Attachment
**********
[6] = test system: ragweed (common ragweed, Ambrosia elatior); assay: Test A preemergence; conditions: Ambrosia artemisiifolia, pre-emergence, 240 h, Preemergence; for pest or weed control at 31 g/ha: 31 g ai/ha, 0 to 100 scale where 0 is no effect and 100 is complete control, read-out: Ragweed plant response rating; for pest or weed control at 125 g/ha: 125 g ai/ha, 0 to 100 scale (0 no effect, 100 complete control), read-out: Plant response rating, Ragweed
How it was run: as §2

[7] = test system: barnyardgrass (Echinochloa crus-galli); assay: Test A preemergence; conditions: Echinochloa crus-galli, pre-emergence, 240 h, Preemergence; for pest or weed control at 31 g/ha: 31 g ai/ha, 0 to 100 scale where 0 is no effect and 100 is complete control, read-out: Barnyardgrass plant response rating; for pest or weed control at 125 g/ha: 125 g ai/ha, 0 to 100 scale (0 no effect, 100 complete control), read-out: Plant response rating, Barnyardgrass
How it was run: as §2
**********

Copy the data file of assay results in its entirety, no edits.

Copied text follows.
[6] = test system: ragweed (common ragweed, Ambrosia elatior); assay: Test A preemergence; conditions: Ambrosia artemisiifolia, pre-emergence, 240 h, Preemergence; for pest or weed control at 31 g/ha: 31 g ai/ha, 0 to 100 scale where 0 is no effect and 100 is complete control, read-out: Ragweed plant response rating; for pest or weed control at 125 g/ha: 125 g ai/ha, 0 to 100 scale (0 no effect, 100 complete control), read-out: Plant response rating, Ragweed
How it was run: as §2

[7] = test system: barnyardgrass (Echinochloa crus-galli); assay: Test A preemergence; conditions: Echinochloa crus-galli, pre-emergence, 240 h, Preemergence; for pest or weed control at 31 g/ha: 31 g ai/ha, 0 to 100 scale where 0 is no effect and 100 is complete control, read-out: Barnyardgrass plant response rating; for pest or weed control at 125 g/ha: 125 g ai/ha, 0 to 100 scale (0 no effect, 100 complete control), read-out: Plant response rating, Barnyardgrass
How it was run: as §2